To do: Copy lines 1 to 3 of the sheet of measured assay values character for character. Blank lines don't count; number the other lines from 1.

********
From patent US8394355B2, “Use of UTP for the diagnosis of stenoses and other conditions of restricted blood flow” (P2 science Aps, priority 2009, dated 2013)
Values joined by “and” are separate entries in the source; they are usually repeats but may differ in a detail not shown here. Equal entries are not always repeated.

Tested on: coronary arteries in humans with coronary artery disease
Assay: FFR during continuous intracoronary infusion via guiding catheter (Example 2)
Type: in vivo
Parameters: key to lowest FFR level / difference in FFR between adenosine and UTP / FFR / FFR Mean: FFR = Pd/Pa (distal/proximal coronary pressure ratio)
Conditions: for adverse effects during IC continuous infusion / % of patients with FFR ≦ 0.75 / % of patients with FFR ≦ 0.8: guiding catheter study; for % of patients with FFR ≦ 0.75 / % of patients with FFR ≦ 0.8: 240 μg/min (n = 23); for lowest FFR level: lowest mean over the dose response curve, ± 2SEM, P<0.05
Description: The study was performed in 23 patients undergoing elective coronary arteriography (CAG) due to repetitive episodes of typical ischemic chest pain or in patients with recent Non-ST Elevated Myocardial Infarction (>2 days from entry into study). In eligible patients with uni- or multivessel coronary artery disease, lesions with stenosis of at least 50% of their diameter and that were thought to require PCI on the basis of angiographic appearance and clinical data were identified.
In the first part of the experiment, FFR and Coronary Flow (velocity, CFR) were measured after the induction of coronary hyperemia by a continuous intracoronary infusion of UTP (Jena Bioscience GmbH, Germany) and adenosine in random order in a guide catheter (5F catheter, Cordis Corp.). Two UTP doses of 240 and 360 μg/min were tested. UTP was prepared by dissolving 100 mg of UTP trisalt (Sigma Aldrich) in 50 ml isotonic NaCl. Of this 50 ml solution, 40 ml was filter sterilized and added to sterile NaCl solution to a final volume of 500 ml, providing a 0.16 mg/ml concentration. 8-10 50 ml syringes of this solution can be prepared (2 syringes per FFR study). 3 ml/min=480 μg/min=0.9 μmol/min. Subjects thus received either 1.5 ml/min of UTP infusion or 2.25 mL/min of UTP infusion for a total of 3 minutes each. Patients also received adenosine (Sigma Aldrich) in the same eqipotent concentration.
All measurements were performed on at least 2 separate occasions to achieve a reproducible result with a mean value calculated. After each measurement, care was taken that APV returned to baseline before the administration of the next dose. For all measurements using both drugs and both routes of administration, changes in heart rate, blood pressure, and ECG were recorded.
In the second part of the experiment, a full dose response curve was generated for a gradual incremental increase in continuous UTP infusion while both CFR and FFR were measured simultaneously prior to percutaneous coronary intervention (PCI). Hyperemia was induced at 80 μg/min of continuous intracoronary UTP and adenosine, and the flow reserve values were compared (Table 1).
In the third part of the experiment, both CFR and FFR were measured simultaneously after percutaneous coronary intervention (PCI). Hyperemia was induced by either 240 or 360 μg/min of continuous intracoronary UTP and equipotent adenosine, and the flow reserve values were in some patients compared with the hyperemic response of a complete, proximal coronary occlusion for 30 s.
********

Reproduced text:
From patent US8394355B2, “Use of UTP for the diagnosis of stenoses and other conditions of restricted blood flow” (P2 science Aps, priority 2009, dated 2013)
Values joined by “and” are separate entries in the source; they are usually repeats but may differ in a detail not shown here. Equal entries are not always repeated.

Tested on: coronary arteries in humans with coronary artery disease